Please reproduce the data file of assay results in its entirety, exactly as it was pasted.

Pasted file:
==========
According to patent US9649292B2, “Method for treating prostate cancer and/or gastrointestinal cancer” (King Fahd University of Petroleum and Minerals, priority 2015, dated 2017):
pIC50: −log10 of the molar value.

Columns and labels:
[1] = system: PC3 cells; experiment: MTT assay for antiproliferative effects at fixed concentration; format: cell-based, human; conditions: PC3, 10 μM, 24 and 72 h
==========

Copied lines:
According to patent US9649292B2, “Method for treating prostate cancer and/or gastrointestinal cancer” (King Fahd University of Petroleum and Minerals, priority 2015, dated 2017):
pIC50: −log10 of the molar value.

Columns and labels:
[1] = system: PC3 cells; experiment: MTT assay for antiproliferative effects at fixed concentration; format: cell-based, human; conditions: PC3, 10 μM, 24 and 72 h